• An entire unit covers drugs for health promotion to introduce you to drugs commonly seen in outpatient primary care settings and to prepare you for practice in a society increasingly focused on health promotion and disease prevention.
  • Includes separate chapters on Immunizations and Biologicals, Weight Management, Smoking Cessation, Vitamins and Minerals, Over-the-Counter Medications, and Complementary and Alternative Therapies.

  • Drug coverage focuses on “key drugs” rather than “prototype drugs,” since prototype drugs are technically the first drug in a given class but not always the best, newest, or most commonly prescribed drug.
  • Separate chapter on “Treatment Guidelines and Evidence-Based Decision-Making” provides practical guidelines for using the current best evidence to make decisions about the care of individual patients.
  • All content extensively reviewed by a PharmD consultant to ensure the most accurate, current, and clinically relevant pharmacology content.
  • Includes separate chapters on drugs to treat ADHD and dementia in order to expand on the current treatments available for these two common conditions.

Benita J. Walton-Moss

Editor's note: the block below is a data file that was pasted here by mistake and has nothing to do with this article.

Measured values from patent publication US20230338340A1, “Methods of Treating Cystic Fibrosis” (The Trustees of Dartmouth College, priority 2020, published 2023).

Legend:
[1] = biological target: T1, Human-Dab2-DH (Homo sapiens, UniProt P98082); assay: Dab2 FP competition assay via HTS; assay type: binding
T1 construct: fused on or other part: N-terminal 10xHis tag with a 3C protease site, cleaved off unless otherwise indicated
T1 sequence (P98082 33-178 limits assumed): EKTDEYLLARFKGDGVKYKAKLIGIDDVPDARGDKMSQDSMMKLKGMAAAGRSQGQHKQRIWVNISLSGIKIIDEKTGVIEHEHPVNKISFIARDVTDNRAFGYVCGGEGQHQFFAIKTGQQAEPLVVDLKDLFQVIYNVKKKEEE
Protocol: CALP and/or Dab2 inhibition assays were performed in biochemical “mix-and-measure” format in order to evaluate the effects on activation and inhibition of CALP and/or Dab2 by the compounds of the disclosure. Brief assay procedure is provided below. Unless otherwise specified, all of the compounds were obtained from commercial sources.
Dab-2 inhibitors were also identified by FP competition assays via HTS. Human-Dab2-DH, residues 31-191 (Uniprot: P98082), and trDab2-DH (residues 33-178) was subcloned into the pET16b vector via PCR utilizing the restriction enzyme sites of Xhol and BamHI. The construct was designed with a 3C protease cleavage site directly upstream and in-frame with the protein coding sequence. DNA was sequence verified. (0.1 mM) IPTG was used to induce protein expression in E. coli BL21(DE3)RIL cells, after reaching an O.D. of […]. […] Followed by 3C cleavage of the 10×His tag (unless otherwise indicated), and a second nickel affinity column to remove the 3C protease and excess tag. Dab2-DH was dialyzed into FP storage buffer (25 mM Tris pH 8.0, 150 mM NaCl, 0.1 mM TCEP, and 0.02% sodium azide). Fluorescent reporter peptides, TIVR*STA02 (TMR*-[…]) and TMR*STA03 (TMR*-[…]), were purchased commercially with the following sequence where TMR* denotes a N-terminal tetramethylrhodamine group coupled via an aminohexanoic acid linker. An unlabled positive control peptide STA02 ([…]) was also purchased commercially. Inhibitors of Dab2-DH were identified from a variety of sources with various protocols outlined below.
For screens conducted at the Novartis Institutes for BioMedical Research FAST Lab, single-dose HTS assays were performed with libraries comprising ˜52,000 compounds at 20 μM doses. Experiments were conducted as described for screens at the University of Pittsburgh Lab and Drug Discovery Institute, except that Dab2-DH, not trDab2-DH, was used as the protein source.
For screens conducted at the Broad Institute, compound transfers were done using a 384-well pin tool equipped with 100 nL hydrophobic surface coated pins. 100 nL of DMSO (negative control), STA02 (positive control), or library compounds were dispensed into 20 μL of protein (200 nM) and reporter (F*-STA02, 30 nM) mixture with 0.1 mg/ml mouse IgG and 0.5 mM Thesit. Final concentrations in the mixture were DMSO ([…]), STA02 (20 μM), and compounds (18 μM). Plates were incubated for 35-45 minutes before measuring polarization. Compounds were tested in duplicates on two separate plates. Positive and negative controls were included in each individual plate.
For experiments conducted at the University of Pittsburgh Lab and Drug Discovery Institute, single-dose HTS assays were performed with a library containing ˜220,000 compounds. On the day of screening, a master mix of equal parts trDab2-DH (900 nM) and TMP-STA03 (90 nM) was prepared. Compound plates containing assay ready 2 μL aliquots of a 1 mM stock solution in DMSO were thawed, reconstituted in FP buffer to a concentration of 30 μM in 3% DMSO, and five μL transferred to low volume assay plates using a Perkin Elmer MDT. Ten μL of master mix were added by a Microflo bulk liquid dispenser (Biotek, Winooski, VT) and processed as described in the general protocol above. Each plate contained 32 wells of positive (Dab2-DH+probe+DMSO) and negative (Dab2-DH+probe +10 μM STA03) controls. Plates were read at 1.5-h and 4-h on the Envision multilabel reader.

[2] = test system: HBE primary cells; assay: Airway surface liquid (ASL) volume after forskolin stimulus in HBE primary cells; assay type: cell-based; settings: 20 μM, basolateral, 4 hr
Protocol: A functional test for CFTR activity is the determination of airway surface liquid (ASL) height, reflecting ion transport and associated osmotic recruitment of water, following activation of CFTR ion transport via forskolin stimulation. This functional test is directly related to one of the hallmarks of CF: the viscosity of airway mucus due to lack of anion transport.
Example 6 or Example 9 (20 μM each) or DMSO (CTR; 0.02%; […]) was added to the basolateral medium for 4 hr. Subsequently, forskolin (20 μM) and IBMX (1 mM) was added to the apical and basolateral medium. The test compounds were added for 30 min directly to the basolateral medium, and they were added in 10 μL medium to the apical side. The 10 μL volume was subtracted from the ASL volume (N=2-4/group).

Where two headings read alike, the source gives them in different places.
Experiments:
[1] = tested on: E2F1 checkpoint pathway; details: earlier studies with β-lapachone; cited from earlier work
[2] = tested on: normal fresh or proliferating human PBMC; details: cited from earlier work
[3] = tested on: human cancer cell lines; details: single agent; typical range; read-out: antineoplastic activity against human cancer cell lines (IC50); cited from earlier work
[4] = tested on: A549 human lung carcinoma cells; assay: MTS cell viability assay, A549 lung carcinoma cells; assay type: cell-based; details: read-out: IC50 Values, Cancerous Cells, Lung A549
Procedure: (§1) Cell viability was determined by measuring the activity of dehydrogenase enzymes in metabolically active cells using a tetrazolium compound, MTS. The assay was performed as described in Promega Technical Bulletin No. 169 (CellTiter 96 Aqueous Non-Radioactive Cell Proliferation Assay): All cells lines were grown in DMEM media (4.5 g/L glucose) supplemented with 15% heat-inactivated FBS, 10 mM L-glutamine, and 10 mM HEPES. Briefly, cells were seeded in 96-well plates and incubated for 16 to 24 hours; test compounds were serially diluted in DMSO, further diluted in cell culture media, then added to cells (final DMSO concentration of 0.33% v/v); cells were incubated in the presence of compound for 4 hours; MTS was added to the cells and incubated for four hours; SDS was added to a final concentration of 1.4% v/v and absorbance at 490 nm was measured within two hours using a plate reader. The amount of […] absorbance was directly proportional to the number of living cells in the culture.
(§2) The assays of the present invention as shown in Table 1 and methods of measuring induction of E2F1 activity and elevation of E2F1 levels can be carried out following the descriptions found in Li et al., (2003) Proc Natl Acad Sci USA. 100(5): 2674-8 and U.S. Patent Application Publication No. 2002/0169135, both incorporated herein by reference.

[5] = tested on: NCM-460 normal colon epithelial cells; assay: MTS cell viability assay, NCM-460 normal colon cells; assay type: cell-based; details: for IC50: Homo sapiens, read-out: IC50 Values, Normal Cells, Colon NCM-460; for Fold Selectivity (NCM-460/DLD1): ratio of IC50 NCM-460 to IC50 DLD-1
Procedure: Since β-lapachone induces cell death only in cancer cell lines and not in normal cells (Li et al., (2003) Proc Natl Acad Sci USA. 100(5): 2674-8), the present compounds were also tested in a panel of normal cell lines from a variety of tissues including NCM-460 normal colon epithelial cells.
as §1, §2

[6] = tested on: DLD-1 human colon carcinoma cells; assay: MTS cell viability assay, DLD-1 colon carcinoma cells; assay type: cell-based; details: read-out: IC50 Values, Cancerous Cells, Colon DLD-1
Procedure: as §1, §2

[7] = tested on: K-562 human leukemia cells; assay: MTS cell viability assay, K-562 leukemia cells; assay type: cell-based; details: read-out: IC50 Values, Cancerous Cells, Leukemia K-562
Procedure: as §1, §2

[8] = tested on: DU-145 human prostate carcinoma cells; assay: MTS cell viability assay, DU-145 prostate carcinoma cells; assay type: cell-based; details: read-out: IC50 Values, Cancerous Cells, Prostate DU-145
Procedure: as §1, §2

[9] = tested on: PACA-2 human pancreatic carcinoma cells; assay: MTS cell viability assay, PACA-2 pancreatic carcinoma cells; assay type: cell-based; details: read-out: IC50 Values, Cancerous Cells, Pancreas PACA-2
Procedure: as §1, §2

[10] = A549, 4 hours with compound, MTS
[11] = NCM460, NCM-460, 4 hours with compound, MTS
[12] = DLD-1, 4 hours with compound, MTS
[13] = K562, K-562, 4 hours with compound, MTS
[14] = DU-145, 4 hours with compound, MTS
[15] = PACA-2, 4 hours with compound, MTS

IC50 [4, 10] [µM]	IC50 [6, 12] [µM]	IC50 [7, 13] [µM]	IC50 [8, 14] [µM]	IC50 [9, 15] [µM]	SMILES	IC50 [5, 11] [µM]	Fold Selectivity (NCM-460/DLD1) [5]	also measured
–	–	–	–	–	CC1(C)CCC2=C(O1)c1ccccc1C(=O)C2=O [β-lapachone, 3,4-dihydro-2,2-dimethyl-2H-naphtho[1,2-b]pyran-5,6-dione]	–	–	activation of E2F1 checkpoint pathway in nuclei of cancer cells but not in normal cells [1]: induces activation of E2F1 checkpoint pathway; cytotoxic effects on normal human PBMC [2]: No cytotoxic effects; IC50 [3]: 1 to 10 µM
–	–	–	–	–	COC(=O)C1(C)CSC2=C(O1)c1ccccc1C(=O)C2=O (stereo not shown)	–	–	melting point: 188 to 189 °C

This is a comprehensive pharmacology text designed foruse by primary care practitioners. The purpose is to provide basicmedical content integrated with pharmacological principles and nursingapproaches. The book includes journal and Internet resources to aidreaders in updating information for themselves, especially critical fordrug research, given the vast number constantly coming on the market. Although designed for all types of primary care providers, this bookis particularly directed at students and novice clinicians. However,the comprehensive nature of this text functions as an excellent reviewand update for experienced and seasoned clinicians. This book isorganized into two general sections. In the first the foundation foreffective and efficacious pharmacological practice is provided, whilein the second specific drug classes are covered. The first sectionincludes focus areas on prescriptive authority, basic drug mechanics,and important variations by age group or life change (e.g., pregnancy,nursing, and menopause). The environmental context within whichprescribing occurs is then presented, including evidence-basedmedicine, clinical trials, and critical decision-making. The firstsection concludes with application of drug information such as how todetermine clinical guidelines, patient education, and prescriptionwriting. In the second section there is a discussion of common drugcategories and the primary care conditions for which they are commonlyused. Whenever possible, drug prototypes are used to minimize needlessrepetition for similar drugs in the same class. I compared this bookto Youngkin's Pharmacotherapeutics: A Primary Care ClinicalGuide (Prentice Hall,1999), which is also designed for primarycare clinicians. Although a good text, it did not provide theenvironmental context as comprehensively as this text does. Drugclasses were described more generically without as much detail onspecific drugs. Overall, I would highly recommend this text be part ofevery primary care clinician's library.